Ruth Fidler, «A Touch of Support: Ps 3,6 and the Psalmist’s Experience», Vol. 86 (2005) 192-212
Vv. 5-6 mark a turning point in Psalm 3, both structurally
and thematically, probably reflecting a significant personal experience. Due to
the mention of sleeping and waking (v. 6a) this experience is sometimes
interpreted as a dream in which the psalmist got word of his imminent
deliverance. Recently supported by a Qumran parallel that mentions dreaming
explicitly (11QPsa xxiv 16-17;B. Schroeder,
Biblica 81  243-251), this argument nevertheless
seems questionable, given e.g. the tendency of later Judaism to attribute dreams
also to biblical figures that are not characterized in such terms in the Bible.
The main thrust of this article is to examine the psalm in comparison with
theophanic reports elsewhere in the Bible and in ANE literature. This analysis
shows the language of Psalm 3 to be compatible with an incubatory ritual that
culminates in a real experience of presence with a divine gesture of support.
These findings are related to the proximity to God that finds expression in the
206 Ruth Fidler
the general idea of divine support and protection (50) of the psalmist
without which he could not have survived the night or spent it
peacefully. The verb Ëšms signifying â€œsupport, sustain, helpâ€ is indeed
well attested in biblical Hebrew â€” Qal-transitive uses comparable to
Ps 3,6 occur in Isa 59,16; 63,5 (in both Ëšms is paralleled by [Ã§y Hiphil,
deliver) ; Ezek 30,6; Ps 54,6 (paralleled by rz[ help); 37,17; 119,116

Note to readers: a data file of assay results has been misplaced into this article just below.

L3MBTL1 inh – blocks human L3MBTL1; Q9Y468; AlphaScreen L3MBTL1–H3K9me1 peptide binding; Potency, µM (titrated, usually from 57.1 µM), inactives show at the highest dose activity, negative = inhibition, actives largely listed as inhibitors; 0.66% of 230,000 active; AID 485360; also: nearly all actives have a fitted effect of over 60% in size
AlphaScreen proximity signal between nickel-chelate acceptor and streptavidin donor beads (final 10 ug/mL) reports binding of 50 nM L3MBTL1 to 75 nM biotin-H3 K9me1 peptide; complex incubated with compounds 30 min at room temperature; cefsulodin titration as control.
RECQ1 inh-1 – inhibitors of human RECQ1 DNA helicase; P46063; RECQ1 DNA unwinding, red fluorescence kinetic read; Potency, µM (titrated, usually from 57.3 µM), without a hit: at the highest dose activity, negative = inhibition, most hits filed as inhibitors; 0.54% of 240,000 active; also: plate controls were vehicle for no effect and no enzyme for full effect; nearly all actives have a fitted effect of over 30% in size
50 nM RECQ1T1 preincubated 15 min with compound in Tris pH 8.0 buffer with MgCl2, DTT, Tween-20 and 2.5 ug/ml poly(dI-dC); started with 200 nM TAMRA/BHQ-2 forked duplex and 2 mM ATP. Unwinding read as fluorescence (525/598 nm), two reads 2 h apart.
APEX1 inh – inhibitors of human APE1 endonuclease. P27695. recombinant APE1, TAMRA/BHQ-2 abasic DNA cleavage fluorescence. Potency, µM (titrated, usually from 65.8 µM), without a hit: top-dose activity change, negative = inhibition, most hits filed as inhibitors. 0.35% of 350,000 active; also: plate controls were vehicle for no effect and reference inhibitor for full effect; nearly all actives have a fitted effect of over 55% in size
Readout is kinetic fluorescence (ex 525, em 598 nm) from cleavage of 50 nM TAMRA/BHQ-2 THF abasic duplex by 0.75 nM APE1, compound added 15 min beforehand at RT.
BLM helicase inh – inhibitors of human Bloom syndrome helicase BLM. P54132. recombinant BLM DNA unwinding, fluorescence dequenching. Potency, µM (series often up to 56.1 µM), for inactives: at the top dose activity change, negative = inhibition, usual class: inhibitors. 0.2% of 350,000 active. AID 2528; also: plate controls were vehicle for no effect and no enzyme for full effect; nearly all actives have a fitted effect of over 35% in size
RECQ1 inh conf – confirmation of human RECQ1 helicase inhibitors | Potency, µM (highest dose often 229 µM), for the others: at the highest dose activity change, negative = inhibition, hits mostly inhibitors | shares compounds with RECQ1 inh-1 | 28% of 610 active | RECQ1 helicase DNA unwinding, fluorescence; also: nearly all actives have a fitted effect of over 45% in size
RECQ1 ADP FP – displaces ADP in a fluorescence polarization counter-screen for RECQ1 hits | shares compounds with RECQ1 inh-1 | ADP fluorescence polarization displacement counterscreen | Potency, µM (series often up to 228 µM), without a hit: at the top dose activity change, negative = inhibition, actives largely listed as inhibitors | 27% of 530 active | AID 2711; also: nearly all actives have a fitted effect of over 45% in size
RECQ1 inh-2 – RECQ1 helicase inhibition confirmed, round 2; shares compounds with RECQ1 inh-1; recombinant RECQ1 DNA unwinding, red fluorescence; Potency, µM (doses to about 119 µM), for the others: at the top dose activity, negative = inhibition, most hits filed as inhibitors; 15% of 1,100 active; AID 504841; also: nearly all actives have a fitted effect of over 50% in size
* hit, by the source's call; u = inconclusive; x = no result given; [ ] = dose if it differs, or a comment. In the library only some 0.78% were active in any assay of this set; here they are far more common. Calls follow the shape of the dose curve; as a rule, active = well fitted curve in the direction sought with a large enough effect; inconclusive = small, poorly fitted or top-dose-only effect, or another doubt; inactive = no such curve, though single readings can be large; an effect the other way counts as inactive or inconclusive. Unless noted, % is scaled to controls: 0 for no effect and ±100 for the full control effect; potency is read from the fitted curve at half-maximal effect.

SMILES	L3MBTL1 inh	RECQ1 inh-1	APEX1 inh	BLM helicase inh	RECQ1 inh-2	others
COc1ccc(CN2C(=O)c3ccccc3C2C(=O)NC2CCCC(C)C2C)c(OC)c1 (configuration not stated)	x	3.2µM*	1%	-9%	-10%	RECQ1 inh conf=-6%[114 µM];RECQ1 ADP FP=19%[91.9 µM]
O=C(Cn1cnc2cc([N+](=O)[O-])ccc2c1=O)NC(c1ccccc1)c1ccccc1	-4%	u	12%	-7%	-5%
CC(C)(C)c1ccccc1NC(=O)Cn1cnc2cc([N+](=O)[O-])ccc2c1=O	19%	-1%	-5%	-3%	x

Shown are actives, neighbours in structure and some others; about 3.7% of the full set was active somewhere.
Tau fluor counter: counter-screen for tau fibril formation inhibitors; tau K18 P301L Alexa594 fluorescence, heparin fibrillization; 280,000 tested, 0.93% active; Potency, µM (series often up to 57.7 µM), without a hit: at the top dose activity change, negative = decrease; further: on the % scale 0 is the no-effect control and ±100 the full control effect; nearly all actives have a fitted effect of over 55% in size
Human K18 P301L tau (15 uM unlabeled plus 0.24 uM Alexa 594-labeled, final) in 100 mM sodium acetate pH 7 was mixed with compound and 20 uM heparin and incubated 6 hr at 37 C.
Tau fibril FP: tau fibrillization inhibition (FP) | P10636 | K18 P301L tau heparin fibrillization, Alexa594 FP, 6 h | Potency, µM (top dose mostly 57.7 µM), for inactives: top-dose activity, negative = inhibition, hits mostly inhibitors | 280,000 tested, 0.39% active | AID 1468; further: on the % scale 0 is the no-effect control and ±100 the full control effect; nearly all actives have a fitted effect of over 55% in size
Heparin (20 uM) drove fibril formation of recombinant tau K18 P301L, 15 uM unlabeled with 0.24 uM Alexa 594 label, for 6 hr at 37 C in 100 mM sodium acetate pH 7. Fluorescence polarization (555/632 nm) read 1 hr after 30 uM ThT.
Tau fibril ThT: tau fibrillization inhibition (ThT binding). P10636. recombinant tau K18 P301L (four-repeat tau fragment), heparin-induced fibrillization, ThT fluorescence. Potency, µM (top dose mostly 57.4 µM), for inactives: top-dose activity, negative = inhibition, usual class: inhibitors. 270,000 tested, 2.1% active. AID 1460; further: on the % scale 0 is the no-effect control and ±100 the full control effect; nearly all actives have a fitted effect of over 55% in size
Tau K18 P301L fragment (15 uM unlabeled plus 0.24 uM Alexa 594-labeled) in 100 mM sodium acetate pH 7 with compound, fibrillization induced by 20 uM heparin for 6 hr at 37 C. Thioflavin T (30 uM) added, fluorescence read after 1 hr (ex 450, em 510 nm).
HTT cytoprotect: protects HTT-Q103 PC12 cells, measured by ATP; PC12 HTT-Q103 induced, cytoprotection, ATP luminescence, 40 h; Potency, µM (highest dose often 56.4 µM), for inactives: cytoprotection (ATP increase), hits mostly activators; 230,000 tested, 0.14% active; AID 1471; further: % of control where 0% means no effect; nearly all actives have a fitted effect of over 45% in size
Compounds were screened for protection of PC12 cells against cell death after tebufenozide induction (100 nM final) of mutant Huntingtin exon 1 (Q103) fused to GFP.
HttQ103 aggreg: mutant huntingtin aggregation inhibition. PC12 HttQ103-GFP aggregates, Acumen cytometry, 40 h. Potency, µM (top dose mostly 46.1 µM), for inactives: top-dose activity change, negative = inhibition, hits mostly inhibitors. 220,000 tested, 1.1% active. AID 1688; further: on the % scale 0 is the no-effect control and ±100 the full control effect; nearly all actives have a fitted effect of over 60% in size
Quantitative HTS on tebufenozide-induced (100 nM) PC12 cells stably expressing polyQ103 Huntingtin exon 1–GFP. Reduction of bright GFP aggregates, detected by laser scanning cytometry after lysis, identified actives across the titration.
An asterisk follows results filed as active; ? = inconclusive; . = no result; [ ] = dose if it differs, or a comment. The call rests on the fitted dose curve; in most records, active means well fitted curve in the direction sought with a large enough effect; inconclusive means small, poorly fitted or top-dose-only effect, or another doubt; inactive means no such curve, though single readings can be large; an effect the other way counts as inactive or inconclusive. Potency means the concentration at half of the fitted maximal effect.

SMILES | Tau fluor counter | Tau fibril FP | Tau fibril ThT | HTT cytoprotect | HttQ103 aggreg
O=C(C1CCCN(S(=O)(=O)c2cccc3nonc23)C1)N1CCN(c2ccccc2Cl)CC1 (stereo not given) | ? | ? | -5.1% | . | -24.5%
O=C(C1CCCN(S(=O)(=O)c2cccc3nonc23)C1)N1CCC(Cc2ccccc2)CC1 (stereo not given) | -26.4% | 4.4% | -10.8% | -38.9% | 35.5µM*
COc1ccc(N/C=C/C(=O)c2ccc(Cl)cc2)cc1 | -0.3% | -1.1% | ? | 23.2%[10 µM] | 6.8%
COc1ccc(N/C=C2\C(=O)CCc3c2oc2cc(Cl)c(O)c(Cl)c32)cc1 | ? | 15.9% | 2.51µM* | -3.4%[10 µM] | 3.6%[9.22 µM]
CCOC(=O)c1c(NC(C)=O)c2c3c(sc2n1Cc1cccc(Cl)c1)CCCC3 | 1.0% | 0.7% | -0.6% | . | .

â€” as well as in other Semitic languages (51). But Ëšms is also capable of
denoting more concrete support, even with God as subject: Thus God
is said to steady a personâ€™s hand to prevent his fall (Ps 37,24) and to
support someone who falls (Ps 145,14) (52). It can be argued that the
gesture intended here is not visible and that it can also be taken more
generally or even figuratively. Indeed, the possibility of interpreting it
â€œin either the concrete or the figurative senseâ€ (53) is what makes
Psalmsâ€™ phraseology so evasive and intriguing. Yet in Psalm 3 there is
the additional factor of the possibly causal link between the action
denoted by Ëšms and the waking of the psalmist. This sways the balance
somewhat towards a tangible gesture, as indeed found in some
experiences of â€œpresenceâ€ (54).
3. Close Encounters and Hand Gestures in Ancient Near Eastern
A comparison of Psalm 3 with several theophany reports in ancient
Near Eastern sources seems to support some of the observations made
above. It reveals that (a) A number of the theophanies whose relation
to dreams can be categorized as liminal (55) are experienced by
(50) If ynkmsy refers to the divine protection of the psalmist, this links v. 6b back
to v. 4a with the epithet yd[b Ë†gm â€œmy shieldâ€. Such a link finds a different
expression in LXX, which translates both expressions as â€œsupportâ€ and
â€œsupporterâ€ respectively, using cognate forms (ajntilhvmyetai and antilhmptwr)
that make rare or unique equivalents of these Hebrew lexemes. See PIETERSMA,
â€œWhen Dauid Fled Abessalomâ€, 652-655.
(51) D.P. WRIGHT â€“ J. MILGROM, â€œËšms, sËmak; hkymÃ§, Â¢emÃ®kÃ¢â€, TDOT X, 278-
279; J. HOFTIJZER â€“ K. JONGELING, Dictionary of the North-Semitic Inscriptions
(Leiden 1995) II, 792 (smk1); W. BAUMGARTNER et al., The Hebrew and Aramaic
Lexicon of the Old Testament (ed. M.E.J. RICHARDSON) (Leiden 1995) II, 759.
(52) As noted by Wright and Milgrom with their remarks on the semantic
range of Ëšms, â€œfrom physical supporting or leaning to the abstract notion of
helping and sustainingâ€; WRIGHT â€“ MILGROM, â€œËšms, sËmak; hkymÃ§, Â¢emÃ®kÃ¢â€, 279-
(53) Ibid., 279.
(54) JAMES, The Varieties of Religious Experience, 86-87.
(55) For the term and biblical examples see section 2 above.